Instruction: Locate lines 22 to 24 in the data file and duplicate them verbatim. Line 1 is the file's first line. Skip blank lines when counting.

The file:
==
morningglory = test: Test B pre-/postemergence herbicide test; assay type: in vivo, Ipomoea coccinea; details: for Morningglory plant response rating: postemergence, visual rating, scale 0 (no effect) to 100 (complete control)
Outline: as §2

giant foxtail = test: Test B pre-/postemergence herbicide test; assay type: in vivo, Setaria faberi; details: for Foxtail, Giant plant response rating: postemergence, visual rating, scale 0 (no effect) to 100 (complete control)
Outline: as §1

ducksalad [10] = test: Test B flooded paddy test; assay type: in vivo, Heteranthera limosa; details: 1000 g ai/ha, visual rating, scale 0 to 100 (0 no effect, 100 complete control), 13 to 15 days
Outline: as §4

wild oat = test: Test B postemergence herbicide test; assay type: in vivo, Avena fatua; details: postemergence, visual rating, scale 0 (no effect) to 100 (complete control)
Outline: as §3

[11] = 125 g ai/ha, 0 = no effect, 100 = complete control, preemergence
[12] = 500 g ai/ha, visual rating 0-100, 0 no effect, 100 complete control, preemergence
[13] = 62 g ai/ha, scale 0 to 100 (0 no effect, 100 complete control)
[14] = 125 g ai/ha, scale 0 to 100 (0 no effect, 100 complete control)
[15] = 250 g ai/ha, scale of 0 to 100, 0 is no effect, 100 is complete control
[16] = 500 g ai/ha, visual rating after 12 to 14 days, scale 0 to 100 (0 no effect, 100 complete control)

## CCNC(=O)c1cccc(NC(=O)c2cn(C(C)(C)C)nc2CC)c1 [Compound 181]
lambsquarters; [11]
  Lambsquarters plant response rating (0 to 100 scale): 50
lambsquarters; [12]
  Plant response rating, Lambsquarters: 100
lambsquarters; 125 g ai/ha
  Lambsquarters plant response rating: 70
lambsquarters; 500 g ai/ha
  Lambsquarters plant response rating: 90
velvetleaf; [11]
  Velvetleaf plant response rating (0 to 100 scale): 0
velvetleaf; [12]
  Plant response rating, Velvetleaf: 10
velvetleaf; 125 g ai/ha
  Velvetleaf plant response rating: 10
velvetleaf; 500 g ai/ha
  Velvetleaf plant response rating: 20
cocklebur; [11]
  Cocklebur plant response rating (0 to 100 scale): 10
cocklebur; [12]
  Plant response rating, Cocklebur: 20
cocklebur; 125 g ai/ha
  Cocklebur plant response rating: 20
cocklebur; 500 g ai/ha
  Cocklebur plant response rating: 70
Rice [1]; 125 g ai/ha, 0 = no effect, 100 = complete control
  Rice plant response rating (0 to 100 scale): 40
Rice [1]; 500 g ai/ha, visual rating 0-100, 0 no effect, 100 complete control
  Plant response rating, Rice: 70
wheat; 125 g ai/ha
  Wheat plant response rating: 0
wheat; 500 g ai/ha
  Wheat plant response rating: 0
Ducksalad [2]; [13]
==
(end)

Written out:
lambsquarters; 500 g ai/ha
  Lambsquarters plant response rating: 90
velvetleaf; [11]